February 3, 2010
Every year, during the last two weeks of January, there is a sharp increase in the number of women who present to pharmacies requesting pregnancy-test kits, presumably due to high rates of unprotected ‘Christmas’ sex. So, we pharmacists stock up on a vast array of kits in January.
As a result, this week there will be an increase in the number of women who present to medical doctors requesting abortion. To reduce abortion rates, the key is to reduce the number of unintended pregnancies. Abstaining from sex is one way to prevent unintended pregnancies.
The use of contraception is, of course, another way. Contraception is the prevention of conception, formation of an embryo from the man’s sperms and the woman’s ovum. To achieve contraception, the contraceptive methods or devices prevent the pregnancy by blocking the fertilisation of the woman’s eggs by sperms, or by preventing the fertilised egg from being implanted in the womb.
There are many contraceptive choices for couples who want to plan when the woman becomes pregnant.
A simple vasectomy
Vasectomy is the most effective form of contraception for men. Vasectomy is a simple and quick surgery which usually requires only local anaesthetic. The vas deferens tubes which carry sperms from the testes are severed so that sperms cannot leave the body. Sperms continue to be produced but will degenerate.
Reversal of vasectomy
The man continues to ejaculate without sperms. Vasectomy should not be chosen if there is any doubt and so counselling is important. Reversal of vasectomy is possible and the chances of success in fathering children are better if reversal is done less than five years after vasectomy and if the woman is young and has normal fertility.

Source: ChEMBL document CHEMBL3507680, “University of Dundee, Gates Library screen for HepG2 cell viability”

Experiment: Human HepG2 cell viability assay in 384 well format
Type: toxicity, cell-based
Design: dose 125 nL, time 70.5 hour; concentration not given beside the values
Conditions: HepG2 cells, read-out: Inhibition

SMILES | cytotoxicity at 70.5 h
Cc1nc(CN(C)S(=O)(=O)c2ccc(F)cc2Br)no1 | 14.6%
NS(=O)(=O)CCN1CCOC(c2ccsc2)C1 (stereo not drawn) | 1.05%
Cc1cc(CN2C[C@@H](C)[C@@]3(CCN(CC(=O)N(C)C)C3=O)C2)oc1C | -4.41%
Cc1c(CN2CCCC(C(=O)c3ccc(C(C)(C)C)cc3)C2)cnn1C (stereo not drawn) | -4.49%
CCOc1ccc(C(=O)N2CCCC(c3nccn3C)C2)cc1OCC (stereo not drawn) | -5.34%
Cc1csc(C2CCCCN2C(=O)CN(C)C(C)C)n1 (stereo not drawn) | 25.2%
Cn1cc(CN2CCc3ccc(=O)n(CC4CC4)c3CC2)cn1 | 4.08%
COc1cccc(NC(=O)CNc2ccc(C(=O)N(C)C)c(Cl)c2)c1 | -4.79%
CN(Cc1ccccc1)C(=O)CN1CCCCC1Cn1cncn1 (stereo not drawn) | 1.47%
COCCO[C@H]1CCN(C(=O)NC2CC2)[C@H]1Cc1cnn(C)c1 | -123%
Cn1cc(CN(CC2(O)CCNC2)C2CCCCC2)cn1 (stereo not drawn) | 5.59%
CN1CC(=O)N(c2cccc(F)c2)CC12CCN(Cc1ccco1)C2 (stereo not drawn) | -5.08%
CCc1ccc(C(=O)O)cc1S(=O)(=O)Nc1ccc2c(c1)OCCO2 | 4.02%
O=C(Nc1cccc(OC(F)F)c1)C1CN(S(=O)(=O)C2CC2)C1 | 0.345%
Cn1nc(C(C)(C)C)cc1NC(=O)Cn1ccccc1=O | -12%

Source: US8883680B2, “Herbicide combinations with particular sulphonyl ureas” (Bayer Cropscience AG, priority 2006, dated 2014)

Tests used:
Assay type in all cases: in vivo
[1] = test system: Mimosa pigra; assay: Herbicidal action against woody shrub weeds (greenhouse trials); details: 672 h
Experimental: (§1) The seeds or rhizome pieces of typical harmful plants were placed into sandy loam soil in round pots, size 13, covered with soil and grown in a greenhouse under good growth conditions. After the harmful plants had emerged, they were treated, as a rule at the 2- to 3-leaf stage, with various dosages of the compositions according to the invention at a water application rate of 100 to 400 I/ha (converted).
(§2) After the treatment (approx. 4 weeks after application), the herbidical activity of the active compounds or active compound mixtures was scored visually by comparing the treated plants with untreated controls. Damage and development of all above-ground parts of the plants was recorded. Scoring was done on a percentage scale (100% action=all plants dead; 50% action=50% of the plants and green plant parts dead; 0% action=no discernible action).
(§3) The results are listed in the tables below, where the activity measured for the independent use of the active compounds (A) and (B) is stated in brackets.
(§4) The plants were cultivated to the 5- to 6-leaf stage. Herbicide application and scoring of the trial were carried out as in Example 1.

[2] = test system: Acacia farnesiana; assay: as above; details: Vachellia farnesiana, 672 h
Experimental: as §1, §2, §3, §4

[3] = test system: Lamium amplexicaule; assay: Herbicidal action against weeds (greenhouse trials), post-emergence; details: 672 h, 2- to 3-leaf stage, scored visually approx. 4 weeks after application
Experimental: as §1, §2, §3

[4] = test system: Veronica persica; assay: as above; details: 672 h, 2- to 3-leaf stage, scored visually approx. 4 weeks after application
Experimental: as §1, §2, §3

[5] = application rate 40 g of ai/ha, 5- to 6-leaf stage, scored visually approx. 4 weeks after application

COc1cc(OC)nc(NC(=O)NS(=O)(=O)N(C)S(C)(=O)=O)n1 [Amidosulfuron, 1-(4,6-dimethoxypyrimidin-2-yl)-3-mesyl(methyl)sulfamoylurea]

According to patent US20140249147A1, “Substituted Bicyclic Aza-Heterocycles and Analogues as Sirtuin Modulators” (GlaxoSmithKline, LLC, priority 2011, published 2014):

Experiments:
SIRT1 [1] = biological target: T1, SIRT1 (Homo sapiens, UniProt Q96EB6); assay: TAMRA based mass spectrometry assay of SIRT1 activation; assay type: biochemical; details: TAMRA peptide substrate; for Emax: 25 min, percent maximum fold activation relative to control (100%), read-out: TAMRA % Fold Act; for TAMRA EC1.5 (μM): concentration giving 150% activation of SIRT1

to latex. Condoms are designed to prevent sperm from entering the vagina. This method has the added benefit of preventing sexually transmitted
Contraceptive injection for men?
In the pipeline is a contraceptive injection for men. Scientists from the University of Edinburgh are now testing an injection which contains two hormones, testosterone and progesterone. It is proposed to be administered every two months. It causes the sperm count to fall rapidly and its effects are said to be fully reversible soon after discontinuation of the injection.
In Australia, a similar treatment for men suppresses sperm production. It involves a hormone implant of testosterone placed under the skin every four months and a top-up injection of progesterone every three months. Whereas a contraceptive for men may relieve women of the responsibility for contraception, some women consider it their right and responsibility to regulate and control their fertility.
The withdrawal-before-ejaculation method (coitus interruptus) requires timing and precision for the man to remove the penis from the vagina before semen containing sperms are released. Although this method has worked for many couples, research shows that in couples who use this method regularly, between four and 19 per cent of women become pregnant during the first year.
Dahlia McDaniel is a pharmacist and final year doctoral candidate in public health at the University of London; email: email@example.com.